An interview with Konstantinos Tsioufis

Non-interventionalists and interventionalists need to collaborate for the management of resistant hypertension

 

Konstantinos Tsioufis
Chief of Hypertension Unit, First Cardiology Clinic,
University of Athens, Greece

 

The RHC 2014 co-chairman Konstantinos Tsioufis invites all specialties with an interest in resistant hypertension to participate in the interactive discussions that take place at RHC because, as will be discussed during the Course, a  multidisciplinary heart team is vital for the optimum management of patients with difficult-to-control hypertension.

> What type of non-interventionalists should be attending RHC?

Anyone who is involved in treating patients with resistant hypertension should attend the Course. This means all kinds of specialists from internists to primary care doctors, nephrologists and cardiologists. As its title implies, RHC is dedicated to resistant hypertension and only a part of it is related to interventional issues.

> Why is the management of patients with difficult-to-control hypertension of interest to the non-interventionalist?

These patients constitute a group whose blood pressure is really difficult to control and their total cardiovascular risk is rather high. Non-interventionalists will be informed during the meeting of the new trends and developments for diagnosing, and pharmacologically and interventionally treating patients with resistant hypertension.

> What sessions at RHC do you think the non-interventionalists will find particularly useful?

In my opinion almost all sessions will be useful, since the Course is focused on the management of resistant hypertension. More specifically the sessions about key mechanisms of hypertension, steps for objective diagnosis, the  appropriate combination therapy, and exclusion of secondary causes of hypertension will be useful for non-interventionalists. Even in the dedicated interventional sessions, clinically important data will be presented regarding successfully screening patients for renal denervation, as well as the latest data on the results of trials regarding the interventional approach.

> Several sessions at the Course are focused on renal denervation technologies. What can the non-interventionalist learn from these sessions?

The non-interventionalists will learn about the current exclusion criteria for renal denervation, all of the available technologies, and the optimum follow-up of patients who undergo the procedure. There will be also a very lively exchange of opinions regarding the current questioning of the true efficacy of renal denervation following the recent announcement that SYMPLICITY HTN-3 did not meet its primary efficacy endpoint.

> What do you think interventionalists can learn about managing difficult-to-treat hypertension from non-interventionalists and vice versa?

There should definitely be interplay between interventionalists and non-interventionalists for achieving the best management of patients with resistant hypertension. This means that the pharmacological approach to true resistant hypertension should be the optimal one, and this should be overseen by non-interventional hypertension specialists. The selection of suitable patients for renal denervation should be a result of collaboration between the non-interventionalist and the interventionalist, but then this collaboration should not end with the procedure. There should always be a fruitful exchange of clinical opinions in the overall management of these difficult patients in the long run even after a successful renal denervation procedure.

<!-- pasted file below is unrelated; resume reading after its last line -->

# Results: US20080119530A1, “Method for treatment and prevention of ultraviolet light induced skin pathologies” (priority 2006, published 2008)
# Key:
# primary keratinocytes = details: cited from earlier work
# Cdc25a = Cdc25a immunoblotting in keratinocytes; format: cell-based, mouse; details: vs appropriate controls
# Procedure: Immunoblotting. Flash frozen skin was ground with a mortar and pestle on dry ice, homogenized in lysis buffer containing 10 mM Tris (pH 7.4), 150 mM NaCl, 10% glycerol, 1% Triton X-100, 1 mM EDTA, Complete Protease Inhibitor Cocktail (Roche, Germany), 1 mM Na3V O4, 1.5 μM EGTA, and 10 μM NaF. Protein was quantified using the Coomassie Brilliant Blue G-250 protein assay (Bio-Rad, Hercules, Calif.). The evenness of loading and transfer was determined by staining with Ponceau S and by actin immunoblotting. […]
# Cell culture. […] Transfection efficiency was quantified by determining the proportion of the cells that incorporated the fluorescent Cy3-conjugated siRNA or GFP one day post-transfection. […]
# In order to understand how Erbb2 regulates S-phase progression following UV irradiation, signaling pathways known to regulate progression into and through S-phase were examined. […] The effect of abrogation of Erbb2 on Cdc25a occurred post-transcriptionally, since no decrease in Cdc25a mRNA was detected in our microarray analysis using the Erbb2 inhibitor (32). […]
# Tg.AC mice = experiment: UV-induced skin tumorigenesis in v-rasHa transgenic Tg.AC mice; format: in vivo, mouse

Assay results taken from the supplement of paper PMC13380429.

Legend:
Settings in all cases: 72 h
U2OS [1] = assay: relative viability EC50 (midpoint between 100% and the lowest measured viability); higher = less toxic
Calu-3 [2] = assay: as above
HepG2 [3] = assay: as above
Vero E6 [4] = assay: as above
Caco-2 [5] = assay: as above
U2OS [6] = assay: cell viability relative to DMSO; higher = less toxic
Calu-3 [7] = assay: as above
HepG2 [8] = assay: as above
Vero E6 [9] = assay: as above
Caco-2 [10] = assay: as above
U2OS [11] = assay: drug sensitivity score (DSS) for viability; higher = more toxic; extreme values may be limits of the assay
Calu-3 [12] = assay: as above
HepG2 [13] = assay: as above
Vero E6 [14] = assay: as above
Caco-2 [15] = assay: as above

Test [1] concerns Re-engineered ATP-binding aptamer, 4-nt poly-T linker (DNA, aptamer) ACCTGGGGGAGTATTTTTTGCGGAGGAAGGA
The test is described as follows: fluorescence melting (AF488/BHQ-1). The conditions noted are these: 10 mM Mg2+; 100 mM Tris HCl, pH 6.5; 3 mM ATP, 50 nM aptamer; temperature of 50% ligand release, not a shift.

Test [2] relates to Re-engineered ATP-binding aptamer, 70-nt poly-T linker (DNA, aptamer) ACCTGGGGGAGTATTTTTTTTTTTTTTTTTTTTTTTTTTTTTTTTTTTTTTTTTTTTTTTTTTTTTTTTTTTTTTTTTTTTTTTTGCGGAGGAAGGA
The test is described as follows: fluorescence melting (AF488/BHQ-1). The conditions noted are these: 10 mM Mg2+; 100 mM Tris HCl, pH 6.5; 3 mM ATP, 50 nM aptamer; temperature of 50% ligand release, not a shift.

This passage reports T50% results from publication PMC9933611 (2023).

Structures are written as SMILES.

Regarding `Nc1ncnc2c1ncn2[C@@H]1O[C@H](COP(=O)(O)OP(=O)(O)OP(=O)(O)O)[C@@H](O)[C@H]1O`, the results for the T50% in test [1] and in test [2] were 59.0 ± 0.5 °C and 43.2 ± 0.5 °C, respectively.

> What opportunities will there be for non-interventionalists to share their knowledge about managing difficult-to-control hypertension at RHC?

There are numerous sessions at the Course that are dedicated to treating difficult-to-control hypertension in which non-interventionalists will present current trends in therapy. Also in every session, there is a place for dialogue between the audience and the experts. In my opinion, as a hypertension specialist and interventional cardiologist, everybody can learn and gain knowledge in this really informative Course.

> What opportunities will there be for non-interventionalists to help develop the programme of future RHC?

There will be the chance to meet the experts in the field of hypertension and in this year’s Course many non-interventionalists are in the “core” from the programme. The future as well as the current Course needs the presence of the non-interventionalists for a more integrated approach and this will be reflected in the next meetings.

> A multidisciplinary heart team is often seen as important for the optimum management of many cardiovascular conditions. What do you think is the ideal multidisciplinary heart team for managing patients with difficult-to-control hypertension?

The ideal heart team should definitely include a hypertension specialist (i.e. cardiologist, internist, nephrologist), and an interventional cardiologist or radiologist. In other words the interventional and the non-interventional approach is needed for best treating resistant hypertension and this will be presented at RHC.

> There are numerous conferences and courses about managing hypertension. How is RHC?

This RHC is focused on and dedicated to the resistant hypertension from pathophysiology to the high-end interventional methodology. But what makes RHC unique is its interactive character designed for live discussions and equal participation of the audience. As co-chairman of the meeting, I would like to invite everyone who is interested to participate in this exciting Course in which we put all our efforts to be continuously improved.